Low Body Fat Does Not Influence Recovery after Muscle-Damaging Lower-Limb Plyometrics in Young Male Team Sport Athletes

John F. T. Fernandes, Kevin L. Lamb, Craig Twist

Research output: Contribution to journalJournal Articlepeer-review

Abstract

Aim: This study assessed the influence of fat mass to fat-free mass ratio (FM:FFM) on recovery from plyometric exercise. Method: After assessment of body composition, 20 male team sport players (age 20.7 ± 1.1 years; body mass 77.1 ± 11.5 kg) were divided into low- (n = 10; 0.11 ± 0.03) and normal- (n = 10; 0.27 ± 0.09) fat groups based on FM:FFM ratio. Thereafter, participants completed measurements of knee extensor torque at 60 and 240°∙s−1, countermovement jump flight time, plasma creatine kinase (CK) activity and perceived muscle soreness (VAS) before and at 0, 24 and 48 h after 10 × 10 maximal plyometric vertical jumps. Results: Evidence of muscle damage was confirmed by alterations in VAS, peak torque at 60 and 240°∙s−1 and flight time at 0, 24 and 48 h after plyometric exercise (P 0.05). CK was increased at 0 and 24 h (P 0.05) but returned to baseline values by 48 h. No time by group effects were observed for any of the dependent variables (P > 0.05). Conclusion: The current findings indicate that while muscle damage was present after plyometric exercise, the magnitude was similar across the two body composition groups. Applied practitioners can allow for a similar recovery time after plyometric exercise in those with low and normal body fat.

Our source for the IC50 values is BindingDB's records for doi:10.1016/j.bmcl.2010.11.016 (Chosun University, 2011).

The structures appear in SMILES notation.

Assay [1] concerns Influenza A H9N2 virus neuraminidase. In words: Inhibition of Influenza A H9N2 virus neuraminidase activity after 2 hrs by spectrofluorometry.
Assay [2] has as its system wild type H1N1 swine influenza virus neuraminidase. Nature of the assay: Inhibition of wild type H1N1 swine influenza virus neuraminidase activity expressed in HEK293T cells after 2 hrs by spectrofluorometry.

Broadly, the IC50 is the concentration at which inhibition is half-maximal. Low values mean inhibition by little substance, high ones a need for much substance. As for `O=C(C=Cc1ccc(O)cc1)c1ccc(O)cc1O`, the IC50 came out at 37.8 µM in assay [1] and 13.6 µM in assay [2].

Original languageEnglish
JournalJournal of Functional Morphology and Kinesiology
Volume5
Issue number4
Early online date5 Nov 2020
DOIs
Publication statusE-pub ahead of print - 5 Nov 2020

Keywords

  • exercise-induced muscle damage
  • stretch-shortening cycle
  • fat mass
  • muscle function

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